On the day Kern County reported its highest-ever number of new coronavirus cases, the Board of Supervisors extended several measures designed to manage a protracted surge of COVID-19 illnesses.

Kern County finds itself once again as a coronavirus hotspot. Public Health Services Director Matt Constantine said during a supervisors meeting on Tuesday that new cases have been identified throughout many of Kern’s skilled nursing facilities and prisons, both of which are vulnerable to rapid spread of the virus.

Of the 2,082 cases reported on Tuesday, around 800 were from prisons or the county’s 19 nursing homes.

However, Kern County is performing poorly across all coronavirus metrics, with significantly higher rates of spread than were being reported just a few weeks ago.

The county is reporting a 16.9% testing positivity rate, more than twice the level needed for the state to determine coronavirus to be “widespread” within a region. For every 100,000 Kern County residents, 66.3 new COVID cases are being identified every day, as of Tuesday.

“Those numbers are concerning. They are clearly very high. We are a factor of five or six off of where we want to be when we were in the red tier,” Constantine told supervisors on Tuesday, referencing the four-tiered state system that allows differing levels of business and social activity depending on a county’s coronavirus metrics.

The county’s hospital capacity has been showing signs of strain as well. As of Tuesday, 284 Kern County patients were hospitalized with COVID-19, with 61 in intensive care units. The county has just 4.8% capacity in its ICUs, with 20 beds available.

Still, Constantine reassured the board that leeway remained within the system, and hospitals were adequately handling the influx of COVID-19 patients.

“This is what (hospitals) are good at,” he said, noting one health care executive recently commented the level of activity seen in local hospitals would not be unusual in a normal flu season. “They manage daily crises every day. They have big traffic accidents. They have a number of family members that get sick. They are good at this. They are really good at figuring out how best to serve the public.”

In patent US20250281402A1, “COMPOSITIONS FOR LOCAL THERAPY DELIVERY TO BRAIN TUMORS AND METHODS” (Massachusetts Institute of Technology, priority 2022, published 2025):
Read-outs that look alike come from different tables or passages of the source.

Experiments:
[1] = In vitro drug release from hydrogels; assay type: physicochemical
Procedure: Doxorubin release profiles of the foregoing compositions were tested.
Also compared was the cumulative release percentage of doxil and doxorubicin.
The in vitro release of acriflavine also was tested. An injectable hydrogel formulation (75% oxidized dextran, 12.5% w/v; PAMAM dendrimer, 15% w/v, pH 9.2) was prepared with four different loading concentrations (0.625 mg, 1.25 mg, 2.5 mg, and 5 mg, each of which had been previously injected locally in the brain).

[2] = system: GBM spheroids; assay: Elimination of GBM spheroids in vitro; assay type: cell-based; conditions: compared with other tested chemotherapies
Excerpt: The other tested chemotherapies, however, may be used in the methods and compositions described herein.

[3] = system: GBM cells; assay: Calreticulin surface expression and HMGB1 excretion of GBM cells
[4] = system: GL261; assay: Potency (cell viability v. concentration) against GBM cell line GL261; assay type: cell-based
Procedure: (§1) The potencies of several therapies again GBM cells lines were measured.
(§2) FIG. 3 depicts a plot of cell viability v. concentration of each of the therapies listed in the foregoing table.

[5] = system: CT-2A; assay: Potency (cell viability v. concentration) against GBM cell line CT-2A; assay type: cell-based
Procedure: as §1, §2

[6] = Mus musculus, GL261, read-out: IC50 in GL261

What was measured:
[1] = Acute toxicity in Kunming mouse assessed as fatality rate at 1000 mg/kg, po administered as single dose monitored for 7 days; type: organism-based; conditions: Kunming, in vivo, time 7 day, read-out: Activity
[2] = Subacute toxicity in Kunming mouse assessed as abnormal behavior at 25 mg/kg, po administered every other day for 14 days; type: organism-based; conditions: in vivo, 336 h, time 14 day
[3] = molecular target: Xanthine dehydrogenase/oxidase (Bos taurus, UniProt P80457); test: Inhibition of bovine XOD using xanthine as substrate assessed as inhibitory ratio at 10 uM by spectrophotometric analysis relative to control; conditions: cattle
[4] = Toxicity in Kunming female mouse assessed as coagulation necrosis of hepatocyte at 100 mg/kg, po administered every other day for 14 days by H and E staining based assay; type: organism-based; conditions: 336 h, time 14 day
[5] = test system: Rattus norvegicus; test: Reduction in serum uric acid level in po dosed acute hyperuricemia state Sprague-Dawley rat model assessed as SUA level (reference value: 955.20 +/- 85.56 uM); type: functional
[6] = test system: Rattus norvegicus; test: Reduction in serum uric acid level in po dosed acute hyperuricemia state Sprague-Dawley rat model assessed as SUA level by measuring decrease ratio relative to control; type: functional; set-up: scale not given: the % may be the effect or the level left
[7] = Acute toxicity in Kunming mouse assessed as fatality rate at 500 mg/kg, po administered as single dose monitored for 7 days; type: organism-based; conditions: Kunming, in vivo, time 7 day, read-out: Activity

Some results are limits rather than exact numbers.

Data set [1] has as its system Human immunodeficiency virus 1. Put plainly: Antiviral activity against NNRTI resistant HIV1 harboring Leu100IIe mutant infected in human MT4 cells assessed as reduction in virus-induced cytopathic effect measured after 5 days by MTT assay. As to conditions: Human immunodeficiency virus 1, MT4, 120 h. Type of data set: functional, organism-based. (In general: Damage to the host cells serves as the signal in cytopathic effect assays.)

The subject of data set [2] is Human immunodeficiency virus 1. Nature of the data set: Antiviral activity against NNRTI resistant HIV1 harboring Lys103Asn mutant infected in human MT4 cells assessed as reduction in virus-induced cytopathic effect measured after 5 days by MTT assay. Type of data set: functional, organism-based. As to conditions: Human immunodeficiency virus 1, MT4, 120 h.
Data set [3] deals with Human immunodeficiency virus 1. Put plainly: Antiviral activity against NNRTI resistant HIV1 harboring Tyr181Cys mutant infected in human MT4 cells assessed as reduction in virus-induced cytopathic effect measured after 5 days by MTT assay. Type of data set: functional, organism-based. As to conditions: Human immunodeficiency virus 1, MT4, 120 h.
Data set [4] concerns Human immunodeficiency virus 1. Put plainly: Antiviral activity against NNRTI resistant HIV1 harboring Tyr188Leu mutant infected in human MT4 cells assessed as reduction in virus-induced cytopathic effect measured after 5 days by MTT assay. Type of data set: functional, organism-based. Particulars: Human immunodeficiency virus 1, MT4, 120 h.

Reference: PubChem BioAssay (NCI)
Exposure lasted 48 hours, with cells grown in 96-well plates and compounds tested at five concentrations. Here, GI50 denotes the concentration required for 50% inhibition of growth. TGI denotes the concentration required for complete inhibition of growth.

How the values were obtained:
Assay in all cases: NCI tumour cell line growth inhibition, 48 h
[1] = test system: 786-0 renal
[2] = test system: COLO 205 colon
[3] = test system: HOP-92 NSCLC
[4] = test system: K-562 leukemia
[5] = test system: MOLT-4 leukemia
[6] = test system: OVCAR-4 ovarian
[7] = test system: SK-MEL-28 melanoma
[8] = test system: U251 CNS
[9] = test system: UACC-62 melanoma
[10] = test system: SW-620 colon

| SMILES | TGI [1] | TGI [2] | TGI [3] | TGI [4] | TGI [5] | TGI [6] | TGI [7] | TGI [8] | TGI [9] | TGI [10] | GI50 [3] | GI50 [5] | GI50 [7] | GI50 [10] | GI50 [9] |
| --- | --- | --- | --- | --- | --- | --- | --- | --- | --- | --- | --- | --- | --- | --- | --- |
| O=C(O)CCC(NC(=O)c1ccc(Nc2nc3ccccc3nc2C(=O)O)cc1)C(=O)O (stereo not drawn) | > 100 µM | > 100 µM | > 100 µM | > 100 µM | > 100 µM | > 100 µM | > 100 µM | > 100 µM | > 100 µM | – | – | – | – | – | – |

Nevertheless, supervisors approved two precautionary measures extending contracts for surge capacity efforts. In one measure, supervisors amended a lease with the Kern County Fairgrounds that allows the county to use a portion of the property for an emergency surge expansion site in the event that all local hospital beds are occupied. The lease has been extended twice already and is now scheduled to end in June. The new amendment increases the cost by $480,000, for a new total of around $1.4 million that will come from the federal Coronavirus Aid, Relief and Economic Security (CARES) Act.

In another motion, supervisors extended another lease with the fair, allowing the county to house 15 temporary isolation units on the property to house homeless individuals sick with COVID-19. The maximum cost of this lease is now around $1 million.

“Believe it or not, that agreement will have gone for a full year,” Kern Chief Operations Officer Jim Zervis said during the meeting. “It really shows the length of the pandemic that we just continue to deal with.”

Also as part of its slew of motions, supervisors extended a contract with RightSourcing Inc. that was scheduled to end at the end of December to now end on March 31. The contract allows up to 88 traveling nurses to be staffed in Kern County hospitals in the event that a shortage occurs.

Constantine said some hospitals have begun bringing on the extra nurses.

“We have recognized early on in the county that staffing was probably our area that we needed to focus on the most, and specifically ICU nurses was the area of weakness,” he said. “So we have continued to make that our top priority.”

You can reach Sam Morgen at 661-395-7415. You may also follow him on Twitter @smorgenTBC.